As the cute young lady behind the counter handed us our lunches, Jack noticed she was wearing a badge with her name on it.
“You know,” he said, “your name, Sarah, spelled backwards reads ‘Haras’ – like ‘harass’. Almost like an invitation.”
“You’re not the first one to tell me that,” Sarah responded.
“And if you take one ‘a’ away, it spells ‘rash’. And if you add an ‘a’ it spells Sahara. How about that?”
“Nobody ever told me that,” Sarah admitted.
Taking advantage of his tactical edge, Jack said “Do you ever date older men?”
“Yes,” said Sarah, “my boyfriend, he’s three years older than I am”
“Damn!’ said Jack.
“Go find yourself a nice old lady,” advised Sarah, “there are always lots of them around in the mall.”
We went to find a table instead.
Jack and I have been having these lunches for almost a decade now. I’ve noticed that Jack has begun either to lose some interest in women, or not to tell me about his latest affairs. I thought I’d clear up my uncertainty.
“A propos of nice ladies – old or young,” I said, “I haven’t heard you talk of any lady friends for quite some time. Any problems?”
“I hate to admit it,” said Jack, “but I’m not the man I used to be. That exchange with Sarah was just for show. The dating part, I mean.”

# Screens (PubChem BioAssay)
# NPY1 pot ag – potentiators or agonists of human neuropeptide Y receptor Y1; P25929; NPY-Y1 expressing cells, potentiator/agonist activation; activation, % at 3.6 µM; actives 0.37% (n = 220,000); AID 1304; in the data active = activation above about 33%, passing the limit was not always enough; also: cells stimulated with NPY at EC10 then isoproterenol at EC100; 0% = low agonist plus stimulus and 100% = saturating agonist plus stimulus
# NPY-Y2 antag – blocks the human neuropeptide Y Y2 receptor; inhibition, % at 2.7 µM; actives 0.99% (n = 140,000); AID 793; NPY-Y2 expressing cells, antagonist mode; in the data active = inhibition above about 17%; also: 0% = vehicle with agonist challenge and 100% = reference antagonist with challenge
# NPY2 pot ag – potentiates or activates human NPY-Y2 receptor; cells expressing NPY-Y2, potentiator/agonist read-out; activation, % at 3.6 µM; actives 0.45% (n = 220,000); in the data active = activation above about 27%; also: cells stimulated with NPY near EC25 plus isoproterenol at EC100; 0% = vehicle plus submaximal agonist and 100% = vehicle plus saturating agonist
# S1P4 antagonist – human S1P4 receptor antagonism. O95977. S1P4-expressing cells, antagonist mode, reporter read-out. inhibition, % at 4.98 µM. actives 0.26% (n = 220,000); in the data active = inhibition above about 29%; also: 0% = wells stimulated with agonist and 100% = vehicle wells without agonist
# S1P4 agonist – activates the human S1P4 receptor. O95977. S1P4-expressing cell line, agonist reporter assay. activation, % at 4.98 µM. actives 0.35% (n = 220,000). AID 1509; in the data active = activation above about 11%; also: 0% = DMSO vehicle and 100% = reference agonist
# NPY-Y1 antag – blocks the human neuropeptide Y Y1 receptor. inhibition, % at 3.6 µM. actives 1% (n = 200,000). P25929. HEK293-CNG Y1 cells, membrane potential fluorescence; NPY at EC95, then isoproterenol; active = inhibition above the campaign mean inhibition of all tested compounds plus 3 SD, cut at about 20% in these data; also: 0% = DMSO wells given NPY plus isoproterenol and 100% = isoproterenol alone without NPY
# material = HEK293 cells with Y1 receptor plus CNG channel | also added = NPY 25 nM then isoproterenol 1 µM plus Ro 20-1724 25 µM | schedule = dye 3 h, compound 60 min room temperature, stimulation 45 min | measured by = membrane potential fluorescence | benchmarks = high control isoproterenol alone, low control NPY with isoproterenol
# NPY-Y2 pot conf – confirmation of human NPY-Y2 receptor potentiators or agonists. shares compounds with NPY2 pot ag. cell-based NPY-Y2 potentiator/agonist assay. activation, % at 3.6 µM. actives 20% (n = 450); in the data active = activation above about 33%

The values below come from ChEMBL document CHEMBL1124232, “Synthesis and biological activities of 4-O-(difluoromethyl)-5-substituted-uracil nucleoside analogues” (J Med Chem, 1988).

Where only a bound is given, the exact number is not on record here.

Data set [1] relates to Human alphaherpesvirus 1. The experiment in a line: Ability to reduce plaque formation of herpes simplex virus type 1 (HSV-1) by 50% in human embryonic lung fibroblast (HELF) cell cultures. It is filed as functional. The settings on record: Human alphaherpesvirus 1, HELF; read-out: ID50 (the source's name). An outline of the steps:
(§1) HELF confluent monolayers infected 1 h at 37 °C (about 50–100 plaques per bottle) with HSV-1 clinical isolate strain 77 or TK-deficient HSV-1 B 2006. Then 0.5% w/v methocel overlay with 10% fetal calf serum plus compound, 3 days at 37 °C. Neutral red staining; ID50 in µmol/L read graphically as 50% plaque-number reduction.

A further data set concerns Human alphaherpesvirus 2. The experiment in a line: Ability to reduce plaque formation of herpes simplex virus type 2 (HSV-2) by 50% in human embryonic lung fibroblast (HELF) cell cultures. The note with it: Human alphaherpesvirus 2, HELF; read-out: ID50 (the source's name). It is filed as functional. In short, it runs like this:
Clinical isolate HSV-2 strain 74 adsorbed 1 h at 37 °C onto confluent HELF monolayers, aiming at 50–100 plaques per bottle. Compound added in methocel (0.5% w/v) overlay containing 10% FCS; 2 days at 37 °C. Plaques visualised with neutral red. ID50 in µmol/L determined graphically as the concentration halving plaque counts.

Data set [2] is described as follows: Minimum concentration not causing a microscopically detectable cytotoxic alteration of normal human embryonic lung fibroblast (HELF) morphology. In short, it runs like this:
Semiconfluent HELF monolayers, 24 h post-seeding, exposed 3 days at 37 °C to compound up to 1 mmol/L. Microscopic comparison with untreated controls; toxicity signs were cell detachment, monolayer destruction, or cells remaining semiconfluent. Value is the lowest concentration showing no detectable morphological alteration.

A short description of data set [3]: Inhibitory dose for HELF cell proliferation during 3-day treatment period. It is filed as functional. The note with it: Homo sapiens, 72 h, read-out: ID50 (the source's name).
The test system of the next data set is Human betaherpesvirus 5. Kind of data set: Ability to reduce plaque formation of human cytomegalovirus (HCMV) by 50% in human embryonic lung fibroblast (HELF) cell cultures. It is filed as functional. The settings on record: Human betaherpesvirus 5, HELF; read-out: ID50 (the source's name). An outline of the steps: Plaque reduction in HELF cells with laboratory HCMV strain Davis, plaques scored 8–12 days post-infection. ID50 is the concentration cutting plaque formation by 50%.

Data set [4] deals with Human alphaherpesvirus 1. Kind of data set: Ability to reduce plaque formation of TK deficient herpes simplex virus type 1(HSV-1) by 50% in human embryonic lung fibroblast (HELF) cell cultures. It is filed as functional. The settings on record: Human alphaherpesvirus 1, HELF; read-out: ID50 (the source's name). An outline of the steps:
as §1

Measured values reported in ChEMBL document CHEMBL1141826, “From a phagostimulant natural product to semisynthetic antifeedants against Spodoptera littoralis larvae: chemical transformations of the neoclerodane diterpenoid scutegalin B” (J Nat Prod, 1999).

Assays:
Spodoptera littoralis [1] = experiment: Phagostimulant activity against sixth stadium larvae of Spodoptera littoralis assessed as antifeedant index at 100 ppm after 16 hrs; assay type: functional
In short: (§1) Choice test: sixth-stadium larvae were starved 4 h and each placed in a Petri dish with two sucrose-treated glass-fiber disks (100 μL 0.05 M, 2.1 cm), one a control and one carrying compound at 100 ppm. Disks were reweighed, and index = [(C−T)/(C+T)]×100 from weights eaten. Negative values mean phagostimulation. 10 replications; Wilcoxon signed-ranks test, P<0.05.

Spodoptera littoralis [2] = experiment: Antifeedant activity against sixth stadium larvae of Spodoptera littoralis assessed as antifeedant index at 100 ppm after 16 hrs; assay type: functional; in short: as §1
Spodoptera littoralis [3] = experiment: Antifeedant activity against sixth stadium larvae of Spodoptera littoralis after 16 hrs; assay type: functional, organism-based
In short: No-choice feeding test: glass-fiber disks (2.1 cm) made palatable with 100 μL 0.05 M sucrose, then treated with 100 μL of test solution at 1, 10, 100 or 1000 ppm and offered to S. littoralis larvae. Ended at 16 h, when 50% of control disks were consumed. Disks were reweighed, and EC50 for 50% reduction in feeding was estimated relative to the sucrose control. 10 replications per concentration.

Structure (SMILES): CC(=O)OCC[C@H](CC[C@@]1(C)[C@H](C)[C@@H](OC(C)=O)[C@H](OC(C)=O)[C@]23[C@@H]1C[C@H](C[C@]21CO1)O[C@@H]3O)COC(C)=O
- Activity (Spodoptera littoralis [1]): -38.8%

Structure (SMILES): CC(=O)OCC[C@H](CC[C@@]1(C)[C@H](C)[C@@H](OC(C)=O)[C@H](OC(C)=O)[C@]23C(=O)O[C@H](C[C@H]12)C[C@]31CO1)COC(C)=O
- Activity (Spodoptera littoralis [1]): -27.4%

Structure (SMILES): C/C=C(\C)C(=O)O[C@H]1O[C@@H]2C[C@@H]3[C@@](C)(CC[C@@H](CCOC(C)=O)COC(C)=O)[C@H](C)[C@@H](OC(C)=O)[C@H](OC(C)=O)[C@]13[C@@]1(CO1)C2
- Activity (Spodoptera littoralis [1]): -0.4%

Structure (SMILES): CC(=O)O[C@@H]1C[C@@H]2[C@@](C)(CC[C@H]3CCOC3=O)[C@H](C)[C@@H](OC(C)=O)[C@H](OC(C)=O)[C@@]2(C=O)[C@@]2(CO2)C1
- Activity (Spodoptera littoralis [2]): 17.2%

“Jack,” I said, “you’re, what? five years younger than I am, and you’re telling me you’ve come to the end of the line?”
“No, not quite,” said Jack, “but the flames don’t reach as high; in fact, sometimes the embers barely glow. Sometimes it seems hardly worth the effort.”
“Are you alright, Jack?” I asked.
“’All good things come to an end’”, quoted Jack. “I mean I’ve had a good run at it, maybe it’s time to hang up my amatory hat.”
That wasn’t the Jack I know. This wasn’t the Jack who’d reveled in love and all its attendant delights, and suffered many of its miseries.
“Maybe it’s just a phase,” I said to comfort him. “Maybe you’re just low on vitamins or essential minerals.”
“I don’t want to talk about it,” said Jack.
Which was fine with me. We ate in silence.
“Read any good books lately?” Jack asked.
I said that I was going through my complete collection or Ross Macdonald’s detective books for the umpteenth time, and that I could read them every few years or so, without remembering whodunit.
I said I noticed that quite a few times the men Lew Archer spoke to would refer to “the wife”. “Me and the wife did this or that…” Not “me and my wife”, or better yet “My wife and I…”
“Seems to me that ‘Me and a wife’ is better than ‘Me and my wife’ That sounds pretty possessive.
What did you want them to say,” asked Jack, “Me and a wife?” That would sound adulterous, wouldn’t it? What do you say?”
I said “maybe we should learn to walk around the problem, something like “the lady whose husband I am”
That’s not only cumbersome, but it’s still implies ownership, this time you’re hers.”
I said in light of his comments, I’d have to think it over, and get back to him.
And I will. Maybe after I finish reading Macdonald.
Sjef Frenken is a renaissance man: thinker, writer, translator and composer of much music. A main interest, he has many, is setting to music the poetry, written for children, during the Victorian and Edwardian eras. Nimble of mind, Sjef is a youthful retiree and a great-grandfather. Mostly he's a content man, which facilitates his relentless multi-media creativity.
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